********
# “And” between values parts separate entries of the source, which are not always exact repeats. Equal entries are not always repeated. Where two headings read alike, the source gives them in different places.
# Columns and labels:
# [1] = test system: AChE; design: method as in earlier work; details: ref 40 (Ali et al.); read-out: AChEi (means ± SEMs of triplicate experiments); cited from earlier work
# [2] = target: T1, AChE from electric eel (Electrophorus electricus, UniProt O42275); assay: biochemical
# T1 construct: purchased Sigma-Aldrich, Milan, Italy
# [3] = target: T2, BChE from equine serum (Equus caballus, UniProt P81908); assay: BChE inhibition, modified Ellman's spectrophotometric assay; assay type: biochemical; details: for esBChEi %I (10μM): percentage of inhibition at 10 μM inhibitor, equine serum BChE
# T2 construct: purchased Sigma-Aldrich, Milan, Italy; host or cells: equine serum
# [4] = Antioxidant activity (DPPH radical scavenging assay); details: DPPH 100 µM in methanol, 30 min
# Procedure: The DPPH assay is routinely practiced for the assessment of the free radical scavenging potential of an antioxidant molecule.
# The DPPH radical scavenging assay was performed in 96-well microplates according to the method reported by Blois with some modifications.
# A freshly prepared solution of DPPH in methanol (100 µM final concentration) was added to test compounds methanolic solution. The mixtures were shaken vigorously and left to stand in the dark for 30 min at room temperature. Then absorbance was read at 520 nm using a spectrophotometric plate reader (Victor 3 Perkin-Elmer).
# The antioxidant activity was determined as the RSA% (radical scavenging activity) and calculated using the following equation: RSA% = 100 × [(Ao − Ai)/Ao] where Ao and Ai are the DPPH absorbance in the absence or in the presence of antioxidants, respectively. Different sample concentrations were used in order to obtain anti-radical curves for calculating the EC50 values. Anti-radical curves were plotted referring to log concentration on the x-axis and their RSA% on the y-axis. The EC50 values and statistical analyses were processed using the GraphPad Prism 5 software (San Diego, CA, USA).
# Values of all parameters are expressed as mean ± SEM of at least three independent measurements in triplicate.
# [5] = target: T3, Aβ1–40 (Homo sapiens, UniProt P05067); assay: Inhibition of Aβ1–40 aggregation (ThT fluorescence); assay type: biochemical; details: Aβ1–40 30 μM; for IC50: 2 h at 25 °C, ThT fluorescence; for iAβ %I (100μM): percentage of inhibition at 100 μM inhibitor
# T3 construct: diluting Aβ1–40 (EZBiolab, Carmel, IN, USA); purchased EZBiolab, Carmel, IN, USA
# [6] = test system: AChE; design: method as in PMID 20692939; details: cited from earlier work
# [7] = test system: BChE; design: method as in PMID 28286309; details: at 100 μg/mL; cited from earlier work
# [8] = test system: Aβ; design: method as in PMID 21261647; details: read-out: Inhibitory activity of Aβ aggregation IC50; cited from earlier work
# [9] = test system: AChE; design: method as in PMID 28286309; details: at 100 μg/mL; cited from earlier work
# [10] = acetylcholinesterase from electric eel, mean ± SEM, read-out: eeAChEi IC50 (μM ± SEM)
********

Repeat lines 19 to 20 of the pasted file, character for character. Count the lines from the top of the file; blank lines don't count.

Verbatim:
# [9] = test system: AChE; design: method as in PMID 28286309; details: at 100 μg/mL; cited from earlier work
# [10] = acetylcholinesterase from electric eel, mean ± SEM, read-out: eeAChEi IC50 (μM ± SEM)